Nothing Left to Do
You must forget what came before,
how really there was no cloud
of mosquitos that night, only a stinging
flurry of words, how everything happened
too fast once she arrived, and how
you were the only one left to bury her.
Afterwards, you ate and cried as you ate,
the toast black like the black soil
you kept turning inside your mind,
covering and uncovering a grave.
Where there’s fire, there’s smoke, so you
sat there, waiting, eating the burned
toast, raising your hands in surrender
to imaginary knocks on the door.
The makeshift table wobbled, half-chewed
by termites. The TV flickered on mute.
You made your own news, platefuls
of it, the gift of an alternate reality,
where the world was still the same, but
was played back in reverse, and last night
with its soft-pink center was yet to come,
led by the peace of a dreamless sleep.
You paced in front of the open hearth,
forking your memory like a bale of hay.
Three doors down, the Russian neighbor
sang a drunken song. You hated his raspy
voice, his blatant disregard for the tune,
and you wanted to be there with him.
You would have cast off your own
murderous hand if you could have,
as it rose to wipe regret from your eyes
and came down covered with soot.
You knew it was fear, like you knew
you couldn’t return yesterday’s bland
morning, when people still looked
heavenward to soothe their anguish.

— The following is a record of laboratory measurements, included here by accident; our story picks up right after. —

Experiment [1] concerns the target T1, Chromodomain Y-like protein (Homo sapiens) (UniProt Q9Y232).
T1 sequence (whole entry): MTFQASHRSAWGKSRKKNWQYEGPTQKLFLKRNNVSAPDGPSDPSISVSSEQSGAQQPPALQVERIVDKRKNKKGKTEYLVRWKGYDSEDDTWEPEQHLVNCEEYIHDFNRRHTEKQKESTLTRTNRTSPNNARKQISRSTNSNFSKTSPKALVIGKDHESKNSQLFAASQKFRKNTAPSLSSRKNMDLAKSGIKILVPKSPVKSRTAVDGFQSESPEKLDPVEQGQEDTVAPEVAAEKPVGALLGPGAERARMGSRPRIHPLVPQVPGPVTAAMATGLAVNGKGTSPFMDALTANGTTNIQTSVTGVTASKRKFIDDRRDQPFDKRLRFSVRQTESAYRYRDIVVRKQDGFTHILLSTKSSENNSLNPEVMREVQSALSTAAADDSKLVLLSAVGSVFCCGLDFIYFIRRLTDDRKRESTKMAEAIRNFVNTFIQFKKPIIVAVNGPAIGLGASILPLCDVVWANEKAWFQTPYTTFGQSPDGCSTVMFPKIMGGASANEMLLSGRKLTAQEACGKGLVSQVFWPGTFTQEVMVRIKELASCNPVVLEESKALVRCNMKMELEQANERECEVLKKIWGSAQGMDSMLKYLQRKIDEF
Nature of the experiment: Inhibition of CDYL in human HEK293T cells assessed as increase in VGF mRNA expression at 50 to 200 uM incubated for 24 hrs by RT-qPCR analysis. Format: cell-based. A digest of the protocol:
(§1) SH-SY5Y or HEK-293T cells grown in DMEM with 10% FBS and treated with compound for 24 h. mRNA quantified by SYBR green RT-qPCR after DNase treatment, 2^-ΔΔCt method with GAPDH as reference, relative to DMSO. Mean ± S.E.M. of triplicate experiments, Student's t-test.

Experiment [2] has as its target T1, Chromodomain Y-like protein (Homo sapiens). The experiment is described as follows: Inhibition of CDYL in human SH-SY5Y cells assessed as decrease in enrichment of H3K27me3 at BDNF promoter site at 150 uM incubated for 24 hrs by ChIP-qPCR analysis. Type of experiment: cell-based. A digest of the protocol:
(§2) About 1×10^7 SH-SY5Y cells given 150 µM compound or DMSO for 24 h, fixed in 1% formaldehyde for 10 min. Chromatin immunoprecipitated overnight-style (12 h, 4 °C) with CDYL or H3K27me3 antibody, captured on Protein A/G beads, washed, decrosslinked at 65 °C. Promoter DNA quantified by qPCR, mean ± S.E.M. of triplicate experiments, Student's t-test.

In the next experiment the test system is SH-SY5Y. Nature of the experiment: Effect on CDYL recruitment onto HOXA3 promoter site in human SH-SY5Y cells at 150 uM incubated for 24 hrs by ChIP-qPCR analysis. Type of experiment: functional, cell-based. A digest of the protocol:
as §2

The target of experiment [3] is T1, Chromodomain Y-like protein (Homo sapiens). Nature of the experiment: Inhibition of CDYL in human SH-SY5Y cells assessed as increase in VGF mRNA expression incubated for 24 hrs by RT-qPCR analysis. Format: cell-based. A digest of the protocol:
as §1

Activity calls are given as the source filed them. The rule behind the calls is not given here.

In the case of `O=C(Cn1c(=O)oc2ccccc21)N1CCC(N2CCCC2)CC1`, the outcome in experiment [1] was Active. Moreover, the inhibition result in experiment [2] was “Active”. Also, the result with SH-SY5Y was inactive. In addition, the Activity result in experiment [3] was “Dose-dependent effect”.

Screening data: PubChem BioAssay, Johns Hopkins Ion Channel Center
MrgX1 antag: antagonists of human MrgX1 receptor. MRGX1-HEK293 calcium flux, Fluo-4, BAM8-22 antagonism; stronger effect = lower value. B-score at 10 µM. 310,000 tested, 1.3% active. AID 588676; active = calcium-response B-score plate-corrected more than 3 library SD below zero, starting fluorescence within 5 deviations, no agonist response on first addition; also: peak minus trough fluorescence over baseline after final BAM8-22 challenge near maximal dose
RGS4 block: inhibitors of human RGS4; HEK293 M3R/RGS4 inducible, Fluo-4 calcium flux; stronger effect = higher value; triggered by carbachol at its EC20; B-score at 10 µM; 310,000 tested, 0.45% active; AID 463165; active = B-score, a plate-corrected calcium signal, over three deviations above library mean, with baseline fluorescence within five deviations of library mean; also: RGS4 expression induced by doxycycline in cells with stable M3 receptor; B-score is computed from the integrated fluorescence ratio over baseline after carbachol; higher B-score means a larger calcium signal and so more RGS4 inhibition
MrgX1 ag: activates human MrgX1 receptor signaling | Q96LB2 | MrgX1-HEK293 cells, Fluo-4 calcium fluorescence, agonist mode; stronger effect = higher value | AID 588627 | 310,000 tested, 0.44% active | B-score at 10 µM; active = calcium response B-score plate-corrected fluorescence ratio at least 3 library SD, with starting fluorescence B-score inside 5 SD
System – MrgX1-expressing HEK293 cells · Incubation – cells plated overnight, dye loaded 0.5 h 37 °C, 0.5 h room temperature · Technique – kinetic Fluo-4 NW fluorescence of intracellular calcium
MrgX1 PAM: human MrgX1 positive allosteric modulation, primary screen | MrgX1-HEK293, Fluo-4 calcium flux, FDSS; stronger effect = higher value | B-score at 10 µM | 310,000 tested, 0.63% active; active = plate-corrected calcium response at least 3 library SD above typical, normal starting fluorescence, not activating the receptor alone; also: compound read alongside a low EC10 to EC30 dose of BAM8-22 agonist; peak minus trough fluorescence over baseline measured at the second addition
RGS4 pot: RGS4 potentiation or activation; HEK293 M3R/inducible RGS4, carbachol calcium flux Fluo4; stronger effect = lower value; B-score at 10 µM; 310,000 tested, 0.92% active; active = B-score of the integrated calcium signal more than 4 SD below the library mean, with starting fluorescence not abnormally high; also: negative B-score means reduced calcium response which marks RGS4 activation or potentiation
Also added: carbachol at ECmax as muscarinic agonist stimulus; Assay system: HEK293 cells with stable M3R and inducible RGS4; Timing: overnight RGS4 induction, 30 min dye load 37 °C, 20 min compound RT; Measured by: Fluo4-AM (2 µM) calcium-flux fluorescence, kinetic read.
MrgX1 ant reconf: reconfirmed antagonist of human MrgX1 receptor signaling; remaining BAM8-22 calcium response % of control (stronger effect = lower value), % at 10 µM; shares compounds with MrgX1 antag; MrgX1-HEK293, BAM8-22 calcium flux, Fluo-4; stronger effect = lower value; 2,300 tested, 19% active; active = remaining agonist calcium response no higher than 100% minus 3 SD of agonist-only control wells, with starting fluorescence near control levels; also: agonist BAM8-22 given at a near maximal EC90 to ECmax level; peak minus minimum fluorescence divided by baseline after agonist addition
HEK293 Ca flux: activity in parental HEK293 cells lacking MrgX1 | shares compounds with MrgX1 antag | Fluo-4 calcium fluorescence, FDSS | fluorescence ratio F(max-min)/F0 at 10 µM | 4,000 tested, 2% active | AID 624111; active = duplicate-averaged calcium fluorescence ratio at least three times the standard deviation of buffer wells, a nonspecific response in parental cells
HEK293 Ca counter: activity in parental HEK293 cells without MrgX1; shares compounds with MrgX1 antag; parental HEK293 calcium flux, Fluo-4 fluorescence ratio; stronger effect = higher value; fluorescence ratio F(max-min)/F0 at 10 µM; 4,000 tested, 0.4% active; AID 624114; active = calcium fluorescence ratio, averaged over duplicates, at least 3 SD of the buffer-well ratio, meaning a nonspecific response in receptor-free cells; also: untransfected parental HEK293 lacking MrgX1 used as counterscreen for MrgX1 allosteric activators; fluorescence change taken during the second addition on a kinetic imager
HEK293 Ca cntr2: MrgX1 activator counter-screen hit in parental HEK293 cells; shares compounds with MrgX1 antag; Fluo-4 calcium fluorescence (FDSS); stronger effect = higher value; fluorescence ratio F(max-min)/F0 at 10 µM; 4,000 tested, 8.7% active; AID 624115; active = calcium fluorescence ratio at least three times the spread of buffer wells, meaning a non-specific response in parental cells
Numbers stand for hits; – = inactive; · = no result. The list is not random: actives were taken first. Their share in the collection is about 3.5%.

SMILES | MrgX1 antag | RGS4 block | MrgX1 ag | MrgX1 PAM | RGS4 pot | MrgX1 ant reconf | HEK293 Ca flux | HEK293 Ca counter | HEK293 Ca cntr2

That’s not how things happened,
not for you. You left the apartment
and walked beneath tall, sprawling trees
that took root in the soil of your palms.
The streets had emptied. Lighted
windows passed you by and you tried
to guess how many hid your kind
of darkness. You envied the ones letting in
all that air scented with green.
You went back to the woods, where
the birds were just waking up,
where the roots with their obsession
with digging deep, and the branches
with their hunger for growing, and
the leaves with their thirst for drinking
up the sky were almost enough
to forget. And you let your grief shoot
up like a tree inside your body, you let it
splinter your bones and tangle you
lovingly by the neck, you let it rustle
into your ear how there was nothing,
nothing left to do, but dig.
Originally from Chisinau, Moldova, Romana Iorga lives in Switzerland. She is the author of two poetry collections in Romanian. Her work in English has appeared or is forthcoming in Poetry South, EcoTheo Review, Lunch Ticket, Harpur Palate, Stoneboat, PANK, and others, as well as on her poetry blog at: clayandbranches.com.